Oncogenes, protooncogenes, and signal transduction: toward a unified theory?
This paper has reviewed, in a broad sense, the potential involvement of the oncogenes and their progenitors, the protooncogenes, in signal transduction pathways. The membrane-associated oncogene products appear to be connected with the generation and/or regulation of secondary messengers, particularly those associated with Ca2+/phospholipid-dependent activation of the serine/threonine kinase protein kinase C. Activation of transmembrane receptors, either through binding their native ligand or through point mutations that lead to constitutive expression, results in the expression of their intrinsic tyrosine-specific protein kinases. In PDGF-stimulated cells, this results in the increased turnover of phosphatidylinositols and the subsequent release of IP3 (Habenicht et al., 1981; Berridge et al., 1984). This coincides with activation of a PI kinase activity (Kaplan et al., 1987). Likewise, the fms product, which is the receptor for CSF-1, induces a guanine nucleotide-dependent activation of phospholipase C (Jackowski et al., 1986). Receptor functions are potentially regulated through differential binding of ligands (as proposed with PDGF), through interactions with other receptors, and through the "feedback" regulation mediated by protein kinase C. PDGF stimulation leads to modulation of the EGF receptor through protein kinase C (Bowen-Pope et al., 1983; Collins et al., 1983; Davis and Czech, 1985). Similarly, the neu product becomes phosphorylated on tyrosine residues following treatment of cells with EGF, although the neu protein does not bind EGF itself (King et al., 1988; Stern and Kamps, 1988). The tyrosine kinases of the src family are not receptors themselves, although they may mediate specific receptor-generated signals. The clck product is physically and functionally associated with the T-cell receptors CD4 and CD8, and becomes active upon specific stimulation of cells expressing those markers (Veillette et al., 1988a,b). The precise physiological role of the src family products has not been established, but their kinase activity is intrinsic to that function. The v- and c-src products are hyperphosphorylated during mitosis (Chackalaparampil and Shalloway, 1988), which correlates with periods of reduced cell-to-cell adhesion and communication (Warren and Nelson, 1987; Azarnia et al., 1988). Furthermore, pp60c-src is associated with a PI kinase activity when complexed with MTAg of polyoma virus, suggesting a function in stimulating increased turnover of the phosphatidylinositols (Heber and Courtneidge, 1987; Kaplan et al., 1987).(ABSTRACT TRUNCATED AT 400 WORDS)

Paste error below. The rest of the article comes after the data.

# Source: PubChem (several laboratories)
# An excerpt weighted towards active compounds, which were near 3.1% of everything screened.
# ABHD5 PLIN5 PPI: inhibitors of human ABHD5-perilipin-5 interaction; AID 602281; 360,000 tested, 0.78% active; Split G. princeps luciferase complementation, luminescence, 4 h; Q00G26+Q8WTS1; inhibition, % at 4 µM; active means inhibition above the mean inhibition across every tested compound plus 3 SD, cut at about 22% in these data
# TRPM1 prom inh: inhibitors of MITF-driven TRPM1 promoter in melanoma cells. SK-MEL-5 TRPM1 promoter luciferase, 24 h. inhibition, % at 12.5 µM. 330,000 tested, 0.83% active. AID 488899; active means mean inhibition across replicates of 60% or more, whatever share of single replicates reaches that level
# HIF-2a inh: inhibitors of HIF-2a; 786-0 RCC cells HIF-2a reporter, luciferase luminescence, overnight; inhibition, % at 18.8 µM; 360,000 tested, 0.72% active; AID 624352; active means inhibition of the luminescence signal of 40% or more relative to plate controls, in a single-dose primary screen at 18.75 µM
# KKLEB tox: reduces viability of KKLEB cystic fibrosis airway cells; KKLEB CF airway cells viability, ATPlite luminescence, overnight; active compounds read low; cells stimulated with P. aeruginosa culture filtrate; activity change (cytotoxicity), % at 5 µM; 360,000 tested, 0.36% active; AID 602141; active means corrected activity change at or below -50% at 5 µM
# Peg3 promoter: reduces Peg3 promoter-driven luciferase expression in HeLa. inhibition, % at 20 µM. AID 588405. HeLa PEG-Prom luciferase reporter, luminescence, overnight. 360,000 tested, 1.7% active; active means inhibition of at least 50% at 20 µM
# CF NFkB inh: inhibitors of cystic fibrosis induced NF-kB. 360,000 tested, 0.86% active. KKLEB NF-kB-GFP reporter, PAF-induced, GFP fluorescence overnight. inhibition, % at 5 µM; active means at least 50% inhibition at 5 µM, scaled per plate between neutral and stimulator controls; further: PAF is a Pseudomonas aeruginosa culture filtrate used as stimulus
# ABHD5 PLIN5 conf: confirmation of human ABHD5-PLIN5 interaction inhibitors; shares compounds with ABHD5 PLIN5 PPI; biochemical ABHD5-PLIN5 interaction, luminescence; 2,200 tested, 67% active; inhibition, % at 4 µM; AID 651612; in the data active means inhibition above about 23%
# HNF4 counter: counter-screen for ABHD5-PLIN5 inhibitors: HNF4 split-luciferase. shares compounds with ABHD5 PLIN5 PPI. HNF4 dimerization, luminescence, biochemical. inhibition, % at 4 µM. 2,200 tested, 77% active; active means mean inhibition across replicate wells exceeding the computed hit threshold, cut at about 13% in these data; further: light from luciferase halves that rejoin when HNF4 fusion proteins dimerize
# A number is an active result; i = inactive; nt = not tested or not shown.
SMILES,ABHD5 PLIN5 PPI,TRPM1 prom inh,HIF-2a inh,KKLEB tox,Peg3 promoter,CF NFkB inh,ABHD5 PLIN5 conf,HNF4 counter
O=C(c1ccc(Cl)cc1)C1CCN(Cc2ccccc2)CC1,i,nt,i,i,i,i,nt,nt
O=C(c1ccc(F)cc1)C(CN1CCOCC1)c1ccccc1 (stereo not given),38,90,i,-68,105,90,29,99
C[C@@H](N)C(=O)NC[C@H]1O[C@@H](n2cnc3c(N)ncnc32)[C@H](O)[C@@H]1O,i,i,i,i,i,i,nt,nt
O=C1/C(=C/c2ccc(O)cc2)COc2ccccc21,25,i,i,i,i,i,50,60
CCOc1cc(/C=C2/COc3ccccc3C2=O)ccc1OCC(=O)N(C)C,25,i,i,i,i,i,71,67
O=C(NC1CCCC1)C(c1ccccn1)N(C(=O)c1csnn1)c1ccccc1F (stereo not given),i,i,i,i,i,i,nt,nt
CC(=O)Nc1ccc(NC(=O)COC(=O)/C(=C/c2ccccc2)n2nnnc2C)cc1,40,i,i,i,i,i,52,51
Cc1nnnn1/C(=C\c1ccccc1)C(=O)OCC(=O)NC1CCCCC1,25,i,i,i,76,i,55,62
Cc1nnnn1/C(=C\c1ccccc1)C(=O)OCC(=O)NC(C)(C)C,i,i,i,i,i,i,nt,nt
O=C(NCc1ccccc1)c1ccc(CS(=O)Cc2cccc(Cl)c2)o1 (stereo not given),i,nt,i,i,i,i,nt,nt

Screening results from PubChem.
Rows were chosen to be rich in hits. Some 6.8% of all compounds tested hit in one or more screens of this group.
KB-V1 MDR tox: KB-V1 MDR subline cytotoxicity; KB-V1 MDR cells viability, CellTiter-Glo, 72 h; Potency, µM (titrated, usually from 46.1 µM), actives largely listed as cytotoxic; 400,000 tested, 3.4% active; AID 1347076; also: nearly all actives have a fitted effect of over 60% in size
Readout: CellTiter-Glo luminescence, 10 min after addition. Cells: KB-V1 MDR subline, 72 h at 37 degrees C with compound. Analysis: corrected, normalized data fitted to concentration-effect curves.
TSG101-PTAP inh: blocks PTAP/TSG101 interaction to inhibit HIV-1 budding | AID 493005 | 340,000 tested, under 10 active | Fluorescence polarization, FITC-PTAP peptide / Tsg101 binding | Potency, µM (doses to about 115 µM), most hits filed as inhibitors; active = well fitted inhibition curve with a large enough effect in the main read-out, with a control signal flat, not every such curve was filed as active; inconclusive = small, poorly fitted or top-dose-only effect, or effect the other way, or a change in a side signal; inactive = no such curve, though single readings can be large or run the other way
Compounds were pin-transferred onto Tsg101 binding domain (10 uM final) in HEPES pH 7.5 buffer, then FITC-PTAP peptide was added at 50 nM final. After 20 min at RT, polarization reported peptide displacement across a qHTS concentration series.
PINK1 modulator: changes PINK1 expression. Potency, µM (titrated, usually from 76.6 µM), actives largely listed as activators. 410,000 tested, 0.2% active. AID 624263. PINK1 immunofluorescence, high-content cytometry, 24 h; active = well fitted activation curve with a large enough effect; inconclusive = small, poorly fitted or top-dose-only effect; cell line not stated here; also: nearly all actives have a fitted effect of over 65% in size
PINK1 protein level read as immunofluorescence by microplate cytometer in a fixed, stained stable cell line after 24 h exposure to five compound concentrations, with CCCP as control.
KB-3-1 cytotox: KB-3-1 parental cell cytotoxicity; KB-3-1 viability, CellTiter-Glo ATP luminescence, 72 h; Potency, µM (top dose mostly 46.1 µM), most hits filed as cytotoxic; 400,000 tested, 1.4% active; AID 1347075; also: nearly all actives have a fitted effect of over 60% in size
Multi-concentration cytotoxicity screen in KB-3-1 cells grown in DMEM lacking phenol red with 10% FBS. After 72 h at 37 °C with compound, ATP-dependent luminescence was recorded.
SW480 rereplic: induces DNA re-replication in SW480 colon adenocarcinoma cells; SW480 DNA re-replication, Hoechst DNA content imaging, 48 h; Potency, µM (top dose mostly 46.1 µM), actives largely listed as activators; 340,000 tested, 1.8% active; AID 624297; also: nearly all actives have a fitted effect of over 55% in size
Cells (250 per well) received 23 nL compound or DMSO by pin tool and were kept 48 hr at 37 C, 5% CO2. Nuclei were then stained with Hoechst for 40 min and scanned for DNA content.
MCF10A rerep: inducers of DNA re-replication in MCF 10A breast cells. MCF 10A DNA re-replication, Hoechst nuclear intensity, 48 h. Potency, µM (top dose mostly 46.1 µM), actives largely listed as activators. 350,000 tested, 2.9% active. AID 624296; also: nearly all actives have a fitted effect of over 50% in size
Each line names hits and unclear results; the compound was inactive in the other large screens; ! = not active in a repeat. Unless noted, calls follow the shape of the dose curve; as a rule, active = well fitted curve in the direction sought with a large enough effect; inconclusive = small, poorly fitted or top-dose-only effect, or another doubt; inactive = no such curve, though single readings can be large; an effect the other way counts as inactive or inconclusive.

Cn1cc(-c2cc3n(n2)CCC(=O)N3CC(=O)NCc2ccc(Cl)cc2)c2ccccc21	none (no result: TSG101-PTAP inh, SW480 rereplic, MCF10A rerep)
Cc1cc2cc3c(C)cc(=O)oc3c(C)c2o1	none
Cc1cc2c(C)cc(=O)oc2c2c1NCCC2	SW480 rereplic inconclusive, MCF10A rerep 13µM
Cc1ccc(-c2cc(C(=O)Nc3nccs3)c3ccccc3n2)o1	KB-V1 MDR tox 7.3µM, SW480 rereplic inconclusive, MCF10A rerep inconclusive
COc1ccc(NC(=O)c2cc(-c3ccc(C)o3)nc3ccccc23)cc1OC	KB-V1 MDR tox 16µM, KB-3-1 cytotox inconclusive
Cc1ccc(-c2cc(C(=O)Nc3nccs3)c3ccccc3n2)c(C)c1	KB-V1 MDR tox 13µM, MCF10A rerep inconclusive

Volume / Issue
Start / End Page
Pubmed Central ID
International Standard Serial Number (ISSN)
Digital Object Identifier (DOI)